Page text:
Two new systematic reviews published in The Cochrane Library focus on the effects of inhaled corticosteroid drugs (ICS) on growth rates.
The authors found children’s growth slowed in the first year of treatment, although the effects were minimized by using lower doses.
Inhaled corticosteroids are prescribed as first-line treatments for adults and children with persistent asthma.
They are the most effective drugs for controlling asthma and clearly reduce asthma deaths, hospital visits and the number and severity of exacerbations, and improve quality of life.
Yet, their potential effect on the growth of children is a source of worry for parents and doctors.
Worldwide, seven ICS drugs are currently available: beclomethasone, budesonide, ciclesonide, flunisolide, fluticasone, mometasone and triamcinolone.
Ciclesonide, fluticasone and mometasone are newer and supposedly safer drugs.
The first systematic review focused on 25 trials involving 8,471 children up to 18 years old with mild to moderate persistent asthma.
These trials tested all available inhaled corticosteroids except triamcinolone and showed that, as a group, they suppressed growth rates when compared to placebos or non-steroidal drugs. 14 of the trials, involving 5,717 children, reported growth over a year.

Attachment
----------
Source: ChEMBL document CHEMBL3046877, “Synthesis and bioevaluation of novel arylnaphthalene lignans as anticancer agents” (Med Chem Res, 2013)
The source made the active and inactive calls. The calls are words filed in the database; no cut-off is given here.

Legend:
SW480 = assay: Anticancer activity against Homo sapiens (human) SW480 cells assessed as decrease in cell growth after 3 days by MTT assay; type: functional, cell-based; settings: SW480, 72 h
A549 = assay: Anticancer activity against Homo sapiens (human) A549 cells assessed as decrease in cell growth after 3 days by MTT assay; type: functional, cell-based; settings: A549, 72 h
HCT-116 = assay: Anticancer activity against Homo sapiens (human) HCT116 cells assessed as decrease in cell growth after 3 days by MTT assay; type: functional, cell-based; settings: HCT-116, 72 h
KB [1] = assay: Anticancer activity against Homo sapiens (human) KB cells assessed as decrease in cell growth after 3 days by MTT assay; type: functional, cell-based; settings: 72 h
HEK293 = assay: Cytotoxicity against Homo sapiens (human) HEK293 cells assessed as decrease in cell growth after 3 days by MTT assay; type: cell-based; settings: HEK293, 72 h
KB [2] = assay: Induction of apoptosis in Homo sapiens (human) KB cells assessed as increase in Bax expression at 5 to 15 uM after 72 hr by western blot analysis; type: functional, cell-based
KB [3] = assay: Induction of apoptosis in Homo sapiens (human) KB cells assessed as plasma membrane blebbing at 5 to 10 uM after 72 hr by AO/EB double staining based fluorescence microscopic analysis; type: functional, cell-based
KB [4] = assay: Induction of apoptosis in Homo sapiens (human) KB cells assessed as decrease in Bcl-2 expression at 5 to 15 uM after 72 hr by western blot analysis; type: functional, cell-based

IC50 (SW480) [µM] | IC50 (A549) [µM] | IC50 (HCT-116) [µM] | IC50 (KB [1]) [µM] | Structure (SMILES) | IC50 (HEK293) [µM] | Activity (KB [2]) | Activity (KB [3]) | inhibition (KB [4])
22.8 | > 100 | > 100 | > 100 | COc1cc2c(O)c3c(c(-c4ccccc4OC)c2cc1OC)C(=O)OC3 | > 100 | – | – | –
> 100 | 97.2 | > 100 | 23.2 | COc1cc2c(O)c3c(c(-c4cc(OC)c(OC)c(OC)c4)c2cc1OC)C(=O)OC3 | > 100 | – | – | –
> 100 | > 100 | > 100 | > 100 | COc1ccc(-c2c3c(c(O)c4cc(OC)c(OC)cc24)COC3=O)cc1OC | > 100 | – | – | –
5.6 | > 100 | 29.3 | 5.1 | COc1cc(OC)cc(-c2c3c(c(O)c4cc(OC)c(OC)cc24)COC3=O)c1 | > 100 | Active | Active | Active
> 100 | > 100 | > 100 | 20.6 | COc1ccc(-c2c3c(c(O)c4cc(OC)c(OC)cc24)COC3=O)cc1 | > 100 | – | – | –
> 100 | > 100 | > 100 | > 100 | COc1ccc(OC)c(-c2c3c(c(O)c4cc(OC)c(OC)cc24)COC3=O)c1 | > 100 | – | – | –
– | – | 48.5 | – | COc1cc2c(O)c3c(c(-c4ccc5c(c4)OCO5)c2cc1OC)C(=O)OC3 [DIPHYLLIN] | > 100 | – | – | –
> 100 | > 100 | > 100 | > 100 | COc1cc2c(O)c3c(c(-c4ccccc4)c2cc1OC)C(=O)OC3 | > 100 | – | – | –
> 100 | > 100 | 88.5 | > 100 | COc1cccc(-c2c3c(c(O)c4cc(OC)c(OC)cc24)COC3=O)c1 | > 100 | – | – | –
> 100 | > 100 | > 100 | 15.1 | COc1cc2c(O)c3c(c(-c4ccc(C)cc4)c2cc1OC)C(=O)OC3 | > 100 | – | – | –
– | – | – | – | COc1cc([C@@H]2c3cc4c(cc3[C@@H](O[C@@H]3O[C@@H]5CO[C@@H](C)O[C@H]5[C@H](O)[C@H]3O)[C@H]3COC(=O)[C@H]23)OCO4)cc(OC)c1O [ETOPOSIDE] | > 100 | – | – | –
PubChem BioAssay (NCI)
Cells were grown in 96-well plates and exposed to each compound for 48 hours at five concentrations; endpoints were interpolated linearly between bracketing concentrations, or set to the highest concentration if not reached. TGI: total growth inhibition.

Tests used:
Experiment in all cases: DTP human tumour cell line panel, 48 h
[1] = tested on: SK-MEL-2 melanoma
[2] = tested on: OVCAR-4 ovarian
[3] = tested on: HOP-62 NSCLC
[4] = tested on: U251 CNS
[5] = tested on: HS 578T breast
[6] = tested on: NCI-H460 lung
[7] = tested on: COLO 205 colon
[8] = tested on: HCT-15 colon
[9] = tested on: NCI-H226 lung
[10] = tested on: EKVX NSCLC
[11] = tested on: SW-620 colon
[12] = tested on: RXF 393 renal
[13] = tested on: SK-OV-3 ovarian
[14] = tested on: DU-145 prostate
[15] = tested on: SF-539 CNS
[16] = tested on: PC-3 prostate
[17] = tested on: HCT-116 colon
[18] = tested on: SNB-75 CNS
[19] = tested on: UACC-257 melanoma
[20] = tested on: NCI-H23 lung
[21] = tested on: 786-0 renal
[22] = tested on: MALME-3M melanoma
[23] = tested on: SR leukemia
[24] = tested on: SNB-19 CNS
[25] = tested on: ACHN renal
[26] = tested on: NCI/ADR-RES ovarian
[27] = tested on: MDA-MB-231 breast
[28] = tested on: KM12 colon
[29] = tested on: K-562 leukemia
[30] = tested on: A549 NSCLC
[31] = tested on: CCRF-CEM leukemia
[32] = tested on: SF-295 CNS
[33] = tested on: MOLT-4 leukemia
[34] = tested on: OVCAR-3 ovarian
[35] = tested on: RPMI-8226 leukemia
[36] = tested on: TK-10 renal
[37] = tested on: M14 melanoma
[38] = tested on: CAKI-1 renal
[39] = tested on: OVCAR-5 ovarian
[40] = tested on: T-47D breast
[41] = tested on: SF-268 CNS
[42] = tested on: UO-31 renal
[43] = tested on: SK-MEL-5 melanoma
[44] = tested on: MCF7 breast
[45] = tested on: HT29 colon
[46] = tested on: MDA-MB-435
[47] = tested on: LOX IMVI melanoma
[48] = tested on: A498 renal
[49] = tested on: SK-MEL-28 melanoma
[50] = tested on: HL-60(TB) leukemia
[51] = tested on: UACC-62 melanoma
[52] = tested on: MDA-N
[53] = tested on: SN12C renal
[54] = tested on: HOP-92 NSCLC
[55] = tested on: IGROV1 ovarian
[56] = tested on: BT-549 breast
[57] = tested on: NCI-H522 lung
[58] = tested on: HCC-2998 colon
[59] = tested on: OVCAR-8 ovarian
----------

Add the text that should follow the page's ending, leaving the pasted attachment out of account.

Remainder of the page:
The average growth rate, which was around 6-9 cm per year in control groups, was reduced by about 0.5 cm in treatment groups.
The researchers found that growth suppression varied across studies, and so they looked at the relationship between a variety of factors and their effects on growth. Some of the variation could be explained by the drugs used, although since this was an indirect comparison the authors say more evidence is needed.
“Conclusions about the superiority of one drug over another should be confirmed by further trials that directly compare the drugs,” said Zhang.
More long-term trials and trials comparing different doses are also needed, particularly in children with more severe asthma requiring higher doses of inhaled corticosteroids, the researchers conclude.
“Only 14% of the trials we looked at monitored growth in a systematic way for over a year. This is a matter of major concern given the importance of this topic,” said Francine Ducharme, one of the authors of both reviews and senior author of the second review, based at the Department of Paediatrics at the University of Montreal in Montreal, Canada.
“We recommend that the minimal effective dose be used in children with asthma until further data on doses becomes available. Growth should be carefully documented in all children treated with inhaled corticosteroids, as well in all future trials testing inhaled corticosteroids in children.”
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